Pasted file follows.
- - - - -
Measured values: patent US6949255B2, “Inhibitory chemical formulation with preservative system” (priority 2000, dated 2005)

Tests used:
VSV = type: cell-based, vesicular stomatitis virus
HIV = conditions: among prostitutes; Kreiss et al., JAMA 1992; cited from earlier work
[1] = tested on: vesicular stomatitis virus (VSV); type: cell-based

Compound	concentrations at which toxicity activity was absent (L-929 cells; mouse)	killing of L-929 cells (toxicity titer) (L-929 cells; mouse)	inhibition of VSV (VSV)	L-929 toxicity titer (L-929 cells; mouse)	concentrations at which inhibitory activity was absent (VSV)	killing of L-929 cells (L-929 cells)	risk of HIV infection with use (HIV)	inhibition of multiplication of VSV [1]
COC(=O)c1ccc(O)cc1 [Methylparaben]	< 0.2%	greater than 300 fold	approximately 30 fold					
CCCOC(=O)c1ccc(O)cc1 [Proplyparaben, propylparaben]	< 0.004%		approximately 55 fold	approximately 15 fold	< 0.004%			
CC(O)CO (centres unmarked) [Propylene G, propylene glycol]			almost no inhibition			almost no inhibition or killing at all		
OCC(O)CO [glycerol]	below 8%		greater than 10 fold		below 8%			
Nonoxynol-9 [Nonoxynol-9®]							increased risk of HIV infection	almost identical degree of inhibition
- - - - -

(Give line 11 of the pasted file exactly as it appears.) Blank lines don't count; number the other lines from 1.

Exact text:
Nonoxynol-9 [Nonoxynol-9®]							increased risk of HIV infection	almost identical degree of inhibition